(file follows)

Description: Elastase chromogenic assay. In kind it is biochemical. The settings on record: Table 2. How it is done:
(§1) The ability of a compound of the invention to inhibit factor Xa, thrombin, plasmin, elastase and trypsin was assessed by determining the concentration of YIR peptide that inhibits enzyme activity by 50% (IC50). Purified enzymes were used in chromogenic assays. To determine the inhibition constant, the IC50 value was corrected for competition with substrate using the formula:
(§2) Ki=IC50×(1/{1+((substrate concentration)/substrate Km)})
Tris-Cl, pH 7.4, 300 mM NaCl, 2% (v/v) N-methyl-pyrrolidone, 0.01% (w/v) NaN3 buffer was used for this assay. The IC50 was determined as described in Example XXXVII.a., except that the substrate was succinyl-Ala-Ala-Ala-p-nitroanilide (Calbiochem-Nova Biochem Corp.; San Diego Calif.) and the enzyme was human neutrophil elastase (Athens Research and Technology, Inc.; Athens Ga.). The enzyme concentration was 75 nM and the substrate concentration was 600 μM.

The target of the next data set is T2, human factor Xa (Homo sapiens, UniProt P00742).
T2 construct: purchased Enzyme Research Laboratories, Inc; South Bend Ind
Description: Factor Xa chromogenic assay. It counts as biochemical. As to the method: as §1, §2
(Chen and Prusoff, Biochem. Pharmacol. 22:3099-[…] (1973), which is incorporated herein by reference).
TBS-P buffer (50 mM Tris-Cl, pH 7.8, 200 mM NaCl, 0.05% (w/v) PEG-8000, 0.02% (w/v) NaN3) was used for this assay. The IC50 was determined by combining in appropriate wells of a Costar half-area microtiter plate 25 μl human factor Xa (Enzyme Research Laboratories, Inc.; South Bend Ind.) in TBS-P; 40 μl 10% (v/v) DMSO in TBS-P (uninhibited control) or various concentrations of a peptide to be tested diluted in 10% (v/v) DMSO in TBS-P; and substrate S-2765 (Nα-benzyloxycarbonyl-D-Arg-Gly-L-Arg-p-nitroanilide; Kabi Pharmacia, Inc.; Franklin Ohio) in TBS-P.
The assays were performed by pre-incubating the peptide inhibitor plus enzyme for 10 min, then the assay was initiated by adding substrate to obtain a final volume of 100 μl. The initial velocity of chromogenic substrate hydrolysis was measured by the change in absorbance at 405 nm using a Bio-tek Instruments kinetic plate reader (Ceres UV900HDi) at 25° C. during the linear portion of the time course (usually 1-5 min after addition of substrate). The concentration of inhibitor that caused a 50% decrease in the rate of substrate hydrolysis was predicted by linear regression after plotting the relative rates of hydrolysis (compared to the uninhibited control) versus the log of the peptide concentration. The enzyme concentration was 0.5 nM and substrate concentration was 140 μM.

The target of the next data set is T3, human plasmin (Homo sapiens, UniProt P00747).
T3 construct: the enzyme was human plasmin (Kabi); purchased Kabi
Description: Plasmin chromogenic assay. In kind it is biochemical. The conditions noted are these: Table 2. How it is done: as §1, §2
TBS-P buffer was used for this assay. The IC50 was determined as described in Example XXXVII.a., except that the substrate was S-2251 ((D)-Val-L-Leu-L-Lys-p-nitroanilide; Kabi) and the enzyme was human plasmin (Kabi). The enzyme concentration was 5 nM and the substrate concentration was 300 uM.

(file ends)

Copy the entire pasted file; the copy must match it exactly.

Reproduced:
Description: Elastase chromogenic assay. In kind it is biochemical. The settings on record: Table 2. How it is done:
(§1) The ability of a compound of the invention to inhibit factor Xa, thrombin, plasmin, elastase and trypsin was assessed by determining the concentration of YIR peptide that inhibits enzyme activity by 50% (IC50). Purified enzymes were used in chromogenic assays. To determine the inhibition constant, the IC50 value was corrected for competition with substrate using the formula:
(§2) Ki=IC50×(1/{1+((substrate concentration)/substrate Km)})
Tris-Cl, pH 7.4, 300 mM NaCl, 2% (v/v) N-methyl-pyrrolidone, 0.01% (w/v) NaN3 buffer was used for this assay. The IC50 was determined as described in Example XXXVII.a., except that the substrate was succinyl-Ala-Ala-Ala-p-nitroanilide (Calbiochem-Nova Biochem Corp.; San Diego Calif.) and the enzyme was human neutrophil elastase (Athens Research and Technology, Inc.; Athens Ga.). The enzyme concentration was 75 nM and the substrate concentration was 600 μM.

The target of the next data set is T2, human factor Xa (Homo sapiens, UniProt P00742).
T2 construct: purchased Enzyme Research Laboratories, Inc; South Bend Ind
Description: Factor Xa chromogenic assay. It counts as biochemical. As to the method: as §1, §2
(Chen and Prusoff, Biochem. Pharmacol. 22:3099-[…] (1973), which is incorporated herein by reference).
TBS-P buffer (50 mM Tris-Cl, pH 7.8, 200 mM NaCl, 0.05% (w/v) PEG-8000, 0.02% (w/v) NaN3) was used for this assay. The IC50 was determined by combining in appropriate wells of a Costar half-area microtiter plate 25 μl human factor Xa (Enzyme Research Laboratories, Inc.; South Bend Ind.) in TBS-P; 40 μl 10% (v/v) DMSO in TBS-P (uninhibited control) or various concentrations of a peptide to be tested diluted in 10% (v/v) DMSO in TBS-P; and substrate S-2765 (Nα-benzyloxycarbonyl-D-Arg-Gly-L-Arg-p-nitroanilide; Kabi Pharmacia, Inc.; Franklin Ohio) in TBS-P.
The assays were performed by pre-incubating the peptide inhibitor plus enzyme for 10 min, then the assay was initiated by adding substrate to obtain a final volume of 100 μl. The initial velocity of chromogenic substrate hydrolysis was measured by the change in absorbance at 405 nm using a Bio-tek Instruments kinetic plate reader (Ceres UV900HDi) at 25° C. during the linear portion of the time course (usually 1-5 min after addition of substrate). The concentration of inhibitor that caused a 50% decrease in the rate of substrate hydrolysis was predicted by linear regression after plotting the relative rates of hydrolysis (compared to the uninhibited control) versus the log of the peptide concentration. The enzyme concentration was 0.5 nM and substrate concentration was 140 μM.

The target of the next data set is T3, human plasmin (Homo sapiens, UniProt P00747).
T3 construct: the enzyme was human plasmin (Kabi); purchased Kabi
Description: Plasmin chromogenic assay. In kind it is biochemical. The conditions noted are these: Table 2. How it is done: as §1, §2
TBS-P buffer was used for this assay. The IC50 was determined as described in Example XXXVII.a., except that the substrate was S-2251 ((D)-Val-L-Leu-L-Lys-p-nitroanilide; Kabi) and the enzyme was human plasmin (Kabi). The enzyme concentration was 5 nM and the substrate concentration was 300 uM.